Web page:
Hornbuckle Mitchell senior executive David White has attacked rival Sipp providers who have criticised the FSA’s proposed method for increasing capital adequacy requirements.
In November, the regulator published a series of changes to Sipp capital requirements designed to provide greater protection for investors.
One of the FSA’s proposals would see a firm’s capital requirement linked to assets under administration rather than expenditure.
In its response, Sipp trade body the Association of Member-directed Pension Schemes warned the proposal may fail to provide adequate protection to consumers.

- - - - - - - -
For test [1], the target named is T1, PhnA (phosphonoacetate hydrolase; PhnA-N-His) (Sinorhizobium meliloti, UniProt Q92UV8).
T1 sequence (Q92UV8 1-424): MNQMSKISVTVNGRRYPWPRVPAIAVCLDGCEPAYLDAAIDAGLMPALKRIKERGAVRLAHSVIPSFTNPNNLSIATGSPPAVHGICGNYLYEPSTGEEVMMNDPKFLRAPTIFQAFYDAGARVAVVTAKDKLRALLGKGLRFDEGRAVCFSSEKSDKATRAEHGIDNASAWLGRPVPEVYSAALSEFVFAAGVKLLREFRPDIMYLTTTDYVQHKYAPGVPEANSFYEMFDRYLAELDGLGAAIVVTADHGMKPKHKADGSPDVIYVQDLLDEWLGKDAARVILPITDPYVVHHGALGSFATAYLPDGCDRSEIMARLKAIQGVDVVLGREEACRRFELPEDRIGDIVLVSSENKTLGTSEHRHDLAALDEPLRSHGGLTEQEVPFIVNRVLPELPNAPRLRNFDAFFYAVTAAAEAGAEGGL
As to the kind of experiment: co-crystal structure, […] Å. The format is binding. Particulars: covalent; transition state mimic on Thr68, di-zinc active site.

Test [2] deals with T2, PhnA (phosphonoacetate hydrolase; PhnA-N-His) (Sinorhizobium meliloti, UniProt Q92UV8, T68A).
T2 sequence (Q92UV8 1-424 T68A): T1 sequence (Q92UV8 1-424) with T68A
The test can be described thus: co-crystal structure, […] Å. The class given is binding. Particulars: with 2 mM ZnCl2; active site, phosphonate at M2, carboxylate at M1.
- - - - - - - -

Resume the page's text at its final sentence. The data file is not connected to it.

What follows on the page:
Hornbuckle senior executive White accuses providers of being “self-serving” in their opposition to the reforms.
White says: “Some of the push back from the Sipp market has been very disappointing and looks self-serving, rather than focusing on what the regulator is trying to achieve.
“Given the regulator’s concern is around liquidity, then linking capital requirements to assets under administration is the right approach.”
Amps chairman Andrew Roberts says: “The choice of using AUA as the key metric rather than expenditure or number of Sipps has practical issues and the clear danger that the capital requirement could fall when consumers need to rely on it the most.
“Our alternative of using the number of Sipps as the key metric would result in a higher requirement for some operators than the FSA’s proposal, demonstrating that the thought process Amps used had the consumer at heart.”